Streetart - The Punk Poster In San Francisco 1977-81

$ 85.00 

  • Streetart - The Punk Poster In San Francisco 1977-81
  • Streetart - The Punk Poster In San Francisco 1977-81
  • Streetart - The Punk Poster In San Francisco 1977-81
  • Streetart - The Punk Poster In San Francisco 1977-81
  • Streetart - The Punk Poster In San Francisco 1977-81
  • Streetart - The Punk Poster In San Francisco 1977-81
  • Streetart - The Punk Poster In San Francisco 1977-81
  • Streetart - The Punk Poster In San Francisco 1977-81
  • Streetart - The Punk Poster In San Francisco 1977-81
  • Streetart - The Punk Poster In San Francisco 1977-81

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Streetart - The Punk Poster In San Francisco 1977-81 - a book of rare punk rock ephemera published by Last Gasp, 1981.

Softcover, 128pg. B&W

8.5" x 11"

2nd edition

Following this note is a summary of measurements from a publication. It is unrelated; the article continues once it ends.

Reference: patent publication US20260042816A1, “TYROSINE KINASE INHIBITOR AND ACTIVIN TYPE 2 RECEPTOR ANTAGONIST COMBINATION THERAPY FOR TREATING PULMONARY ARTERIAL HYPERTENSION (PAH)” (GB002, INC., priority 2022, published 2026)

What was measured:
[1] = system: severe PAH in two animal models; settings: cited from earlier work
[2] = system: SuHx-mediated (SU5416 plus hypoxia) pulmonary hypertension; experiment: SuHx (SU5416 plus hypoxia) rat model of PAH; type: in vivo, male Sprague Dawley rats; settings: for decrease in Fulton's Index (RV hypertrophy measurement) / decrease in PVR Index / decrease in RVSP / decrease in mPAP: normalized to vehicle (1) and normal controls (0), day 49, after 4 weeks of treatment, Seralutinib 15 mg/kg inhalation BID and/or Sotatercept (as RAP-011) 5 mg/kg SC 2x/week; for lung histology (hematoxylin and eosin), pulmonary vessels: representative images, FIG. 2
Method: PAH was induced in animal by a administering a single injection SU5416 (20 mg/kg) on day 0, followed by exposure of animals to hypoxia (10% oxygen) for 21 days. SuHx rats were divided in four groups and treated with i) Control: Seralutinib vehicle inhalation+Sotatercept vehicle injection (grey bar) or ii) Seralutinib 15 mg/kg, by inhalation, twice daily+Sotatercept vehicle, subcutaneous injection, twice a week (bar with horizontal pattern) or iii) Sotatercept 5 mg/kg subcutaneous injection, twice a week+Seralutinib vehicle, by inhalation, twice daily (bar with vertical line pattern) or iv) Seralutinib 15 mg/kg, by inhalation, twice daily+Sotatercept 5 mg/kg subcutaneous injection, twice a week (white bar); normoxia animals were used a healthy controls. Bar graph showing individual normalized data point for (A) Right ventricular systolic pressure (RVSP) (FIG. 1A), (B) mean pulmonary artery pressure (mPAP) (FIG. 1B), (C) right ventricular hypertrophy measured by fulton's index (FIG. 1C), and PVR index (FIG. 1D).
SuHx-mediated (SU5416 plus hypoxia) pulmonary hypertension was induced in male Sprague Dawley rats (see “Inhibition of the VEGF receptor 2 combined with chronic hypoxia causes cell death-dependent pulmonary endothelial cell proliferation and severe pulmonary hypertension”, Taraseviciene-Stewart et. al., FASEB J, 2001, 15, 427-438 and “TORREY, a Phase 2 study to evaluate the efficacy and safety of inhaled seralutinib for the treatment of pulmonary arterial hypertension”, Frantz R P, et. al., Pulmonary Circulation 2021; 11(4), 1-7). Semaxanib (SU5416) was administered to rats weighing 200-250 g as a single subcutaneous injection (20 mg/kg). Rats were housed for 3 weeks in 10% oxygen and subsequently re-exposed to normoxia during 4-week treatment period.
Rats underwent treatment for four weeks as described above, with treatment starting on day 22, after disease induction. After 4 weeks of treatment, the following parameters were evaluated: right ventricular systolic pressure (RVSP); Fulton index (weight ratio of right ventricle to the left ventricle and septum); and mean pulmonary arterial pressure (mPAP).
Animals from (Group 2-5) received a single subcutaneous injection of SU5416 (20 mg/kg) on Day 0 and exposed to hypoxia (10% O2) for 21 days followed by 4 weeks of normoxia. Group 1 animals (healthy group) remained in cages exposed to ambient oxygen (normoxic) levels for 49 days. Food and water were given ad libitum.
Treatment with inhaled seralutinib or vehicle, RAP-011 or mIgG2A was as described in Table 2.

"StreetArt" grew out of an exhibition of the same name presented in 1980 at Valencia Tool & Die in conjunction with the Western Front Festival. The book reproduces 126 black and white, Xerox and off-set posters, almost all of them advertising bands. The posters are augmented by Mariane Kester's witty and offhanded text, which is in turn augmented by snippets of published interviews, articles on subjects like performance art and even excerpts from Walter Benjamin's mid-century essay, "Art in the Age of Mechanical Reproduction." Brad Lampin's introductory "15 Theses" provides effective theoretical counterpoint to Kester's more narrative/anecdotal brand of cultural history, by placing the mass-produced punk poster within the context of McLuhan, industrial society and youthful rebellion. "These disparate elements ad up to much more than an art book devoted to advertising imagery. StreetArt is a sociological document chronicling a vital phenomenon, one which has — at the very least — profoundly influenced painting, graphic design and fashion. (It may still be a bit early to assess the covert cultural impact of punk.) Lest I mislead, StreetArt is also an engaging art book, surveying a graphically oriented style heavy on collage and future shock or nostalgia schlock imagery."

 

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